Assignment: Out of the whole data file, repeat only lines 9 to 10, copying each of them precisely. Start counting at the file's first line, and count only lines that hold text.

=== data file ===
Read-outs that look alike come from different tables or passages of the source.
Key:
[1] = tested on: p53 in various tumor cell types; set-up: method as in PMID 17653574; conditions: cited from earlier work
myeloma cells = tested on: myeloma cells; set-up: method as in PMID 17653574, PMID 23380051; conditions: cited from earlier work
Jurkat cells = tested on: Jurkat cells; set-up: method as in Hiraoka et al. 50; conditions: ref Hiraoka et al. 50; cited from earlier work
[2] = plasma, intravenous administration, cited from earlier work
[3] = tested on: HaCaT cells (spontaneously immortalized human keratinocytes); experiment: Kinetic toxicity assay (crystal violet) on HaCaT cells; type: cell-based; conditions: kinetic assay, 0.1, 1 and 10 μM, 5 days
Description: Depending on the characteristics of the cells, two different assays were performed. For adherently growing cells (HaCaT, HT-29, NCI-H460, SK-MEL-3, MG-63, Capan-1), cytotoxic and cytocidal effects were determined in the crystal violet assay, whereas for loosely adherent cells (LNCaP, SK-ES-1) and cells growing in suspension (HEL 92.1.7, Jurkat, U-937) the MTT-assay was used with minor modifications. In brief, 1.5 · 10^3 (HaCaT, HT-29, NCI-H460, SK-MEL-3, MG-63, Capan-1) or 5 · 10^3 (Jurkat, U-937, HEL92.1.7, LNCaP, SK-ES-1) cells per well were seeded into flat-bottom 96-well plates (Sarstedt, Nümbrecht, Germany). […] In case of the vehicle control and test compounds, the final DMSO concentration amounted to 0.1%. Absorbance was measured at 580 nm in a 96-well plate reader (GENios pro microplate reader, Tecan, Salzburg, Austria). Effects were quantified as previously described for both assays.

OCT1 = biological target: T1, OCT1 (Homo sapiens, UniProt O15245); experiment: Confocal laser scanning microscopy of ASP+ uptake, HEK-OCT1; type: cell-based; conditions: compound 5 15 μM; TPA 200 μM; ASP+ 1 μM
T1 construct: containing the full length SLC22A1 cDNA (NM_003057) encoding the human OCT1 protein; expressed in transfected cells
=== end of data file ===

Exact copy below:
OCT1 = biological target: T1, OCT1 (Homo sapiens, UniProt O15245); experiment: Confocal laser scanning microscopy of ASP+ uptake, HEK-OCT1; type: cell-based; conditions: compound 5 15 μM; TPA 200 μM; ASP+ 1 μM
T1 construct: containing the full length SLC22A1 cDNA (NM_003057) encoding the human OCT1 protein; expressed in transfected cells